Testing for paternal influences on offspring telomere length in a human cohort in the Philippines

Dan T.A. Eisenberg*, Peter H. Rej, Paulita Duazo, Delia Carba, M. Geoffrey Hayes, Christopher W. Kuzawa

*Corresponding author for this work

Research output: Contribution to journalArticle

1 Scopus citations

Abstract

Objectives: Telomeres, emerging biomarkers of aging, are comprised of DNA repeats located at chromosomal ends that shorten with cellular replication and age in most human tissues. In contrast, spermatocyte telomeres lengthen with age. These changes in telomere length (TL) appear to be heritable, as older paternal ages of conception (PAC) predict longer offspring TL. Mouse-model studies raise questions about the potential for effects of paternal experiences on human offspring TL, as they suggest that smoking, inflammation, DNA damage, and stressors all shorten sperm TL. Here, we examined whether factors from the paternal environment predict offspring TL as well as interact with PAC to predict offspring TL. Materials and Methods: Using data from the Philippines, we tested if smoking, psychosocial stressors, or shorter knee height (a measure of early life adversity) predict shorter offspring TL. We also tested if these interacted with PAC in predicting offspring TL. Results: While we did not find the predicted associations, we observed a trend toward fathers with shorter knee height having offspring with longer TL. In addition, we found that knee height interacted with PAC to predict offspring TL. Specifically, fathers with shorter knee heights showed a stronger positive effect of PAC on offspring TL. Discussion: While the reasons for these associations remain uncertain, shorter knee height is characteristic of earlier puberty. Since spermatocyte TL increases with the production of sperm, we speculate that individuals with earlier puberty, and its concomitant commencement of production of sperm, had more time to accumulate longer sperm telomeres.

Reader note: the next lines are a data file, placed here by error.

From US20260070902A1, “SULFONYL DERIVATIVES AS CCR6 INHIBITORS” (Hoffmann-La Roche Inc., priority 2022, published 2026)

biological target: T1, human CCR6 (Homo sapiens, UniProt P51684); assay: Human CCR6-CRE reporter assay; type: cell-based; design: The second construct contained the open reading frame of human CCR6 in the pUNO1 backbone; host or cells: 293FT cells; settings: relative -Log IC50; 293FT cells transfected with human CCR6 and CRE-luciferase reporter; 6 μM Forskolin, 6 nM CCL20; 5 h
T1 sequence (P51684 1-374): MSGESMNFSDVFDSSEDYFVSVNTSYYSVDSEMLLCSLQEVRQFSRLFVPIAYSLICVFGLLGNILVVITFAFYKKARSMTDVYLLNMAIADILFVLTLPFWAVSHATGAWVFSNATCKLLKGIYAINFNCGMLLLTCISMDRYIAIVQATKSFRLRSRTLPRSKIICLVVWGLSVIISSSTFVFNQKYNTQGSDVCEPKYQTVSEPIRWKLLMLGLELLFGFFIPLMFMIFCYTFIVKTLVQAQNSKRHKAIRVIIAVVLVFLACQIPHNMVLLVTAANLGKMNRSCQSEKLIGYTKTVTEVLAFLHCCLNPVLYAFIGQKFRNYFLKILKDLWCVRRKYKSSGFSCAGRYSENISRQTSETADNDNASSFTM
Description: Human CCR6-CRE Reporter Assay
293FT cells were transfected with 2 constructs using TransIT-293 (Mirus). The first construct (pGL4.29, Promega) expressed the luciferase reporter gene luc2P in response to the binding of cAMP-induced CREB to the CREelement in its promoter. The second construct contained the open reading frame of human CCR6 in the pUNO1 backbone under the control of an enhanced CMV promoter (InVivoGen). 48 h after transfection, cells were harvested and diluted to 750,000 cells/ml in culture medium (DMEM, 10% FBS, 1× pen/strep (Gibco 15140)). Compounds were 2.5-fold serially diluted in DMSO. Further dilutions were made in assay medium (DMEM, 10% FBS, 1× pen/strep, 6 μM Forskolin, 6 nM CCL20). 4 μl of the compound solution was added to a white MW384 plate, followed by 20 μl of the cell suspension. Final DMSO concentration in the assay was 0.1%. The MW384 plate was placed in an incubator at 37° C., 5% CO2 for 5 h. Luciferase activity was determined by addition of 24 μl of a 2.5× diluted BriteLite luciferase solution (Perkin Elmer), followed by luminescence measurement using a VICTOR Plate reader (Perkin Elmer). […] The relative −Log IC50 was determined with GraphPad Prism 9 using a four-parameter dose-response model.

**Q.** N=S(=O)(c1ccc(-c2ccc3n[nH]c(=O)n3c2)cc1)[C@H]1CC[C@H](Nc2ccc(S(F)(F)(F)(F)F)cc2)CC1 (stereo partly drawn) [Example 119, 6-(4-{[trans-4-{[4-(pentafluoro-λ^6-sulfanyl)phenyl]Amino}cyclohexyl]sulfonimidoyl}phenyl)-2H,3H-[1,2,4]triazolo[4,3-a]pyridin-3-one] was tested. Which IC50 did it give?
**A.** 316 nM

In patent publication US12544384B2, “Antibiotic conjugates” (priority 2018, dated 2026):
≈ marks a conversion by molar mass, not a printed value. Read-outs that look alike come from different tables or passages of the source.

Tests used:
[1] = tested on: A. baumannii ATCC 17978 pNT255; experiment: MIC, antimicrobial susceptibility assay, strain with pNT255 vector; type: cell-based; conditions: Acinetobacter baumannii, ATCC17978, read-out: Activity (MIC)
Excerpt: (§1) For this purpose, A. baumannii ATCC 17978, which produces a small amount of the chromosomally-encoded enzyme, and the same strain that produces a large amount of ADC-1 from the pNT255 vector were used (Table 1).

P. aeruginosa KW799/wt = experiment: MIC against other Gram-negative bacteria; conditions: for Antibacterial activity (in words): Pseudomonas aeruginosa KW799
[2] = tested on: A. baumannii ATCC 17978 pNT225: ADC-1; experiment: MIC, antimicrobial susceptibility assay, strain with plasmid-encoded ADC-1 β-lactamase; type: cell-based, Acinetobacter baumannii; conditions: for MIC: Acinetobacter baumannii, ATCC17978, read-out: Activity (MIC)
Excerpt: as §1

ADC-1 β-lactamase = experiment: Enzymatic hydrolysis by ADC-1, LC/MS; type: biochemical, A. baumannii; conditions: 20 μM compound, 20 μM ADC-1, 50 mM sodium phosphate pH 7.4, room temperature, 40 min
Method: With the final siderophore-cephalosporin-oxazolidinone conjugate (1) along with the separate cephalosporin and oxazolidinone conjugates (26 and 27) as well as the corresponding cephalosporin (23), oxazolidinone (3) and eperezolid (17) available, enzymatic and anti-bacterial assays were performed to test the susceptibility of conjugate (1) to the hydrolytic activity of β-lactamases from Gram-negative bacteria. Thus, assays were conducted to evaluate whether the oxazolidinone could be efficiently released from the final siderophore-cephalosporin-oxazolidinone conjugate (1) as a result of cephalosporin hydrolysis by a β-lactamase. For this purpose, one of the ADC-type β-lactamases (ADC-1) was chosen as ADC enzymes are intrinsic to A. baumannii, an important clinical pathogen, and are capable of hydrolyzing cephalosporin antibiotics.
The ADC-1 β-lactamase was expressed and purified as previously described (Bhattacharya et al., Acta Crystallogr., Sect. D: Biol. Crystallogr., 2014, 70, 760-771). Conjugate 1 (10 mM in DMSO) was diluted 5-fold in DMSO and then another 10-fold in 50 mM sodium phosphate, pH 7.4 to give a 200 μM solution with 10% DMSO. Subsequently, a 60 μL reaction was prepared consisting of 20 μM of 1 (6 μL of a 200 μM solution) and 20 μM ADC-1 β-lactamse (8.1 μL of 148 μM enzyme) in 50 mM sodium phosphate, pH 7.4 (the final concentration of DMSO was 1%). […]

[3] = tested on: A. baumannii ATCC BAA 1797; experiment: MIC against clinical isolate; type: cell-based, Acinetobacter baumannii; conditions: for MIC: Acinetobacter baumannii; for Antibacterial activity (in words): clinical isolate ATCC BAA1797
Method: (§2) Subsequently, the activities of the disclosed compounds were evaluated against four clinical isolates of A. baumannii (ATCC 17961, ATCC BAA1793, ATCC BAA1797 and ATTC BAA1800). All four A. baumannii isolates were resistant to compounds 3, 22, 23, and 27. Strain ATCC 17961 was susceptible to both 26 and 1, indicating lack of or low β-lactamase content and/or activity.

Original languageEnglish (US)
Pages (from-to)520-528
Number of pages9
JournalAmerican Journal of Physical Anthropology
Volume171
Issue number3
DOIs
StatePublished - Mar 1 2020

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Keywords

  • epigenetics
  • intergenerational effects
  • intergenerational inertia
  • intergenerational plasticity
  • senescence

ASJC Scopus subject areas

  • Anatomy
  • Anthropology

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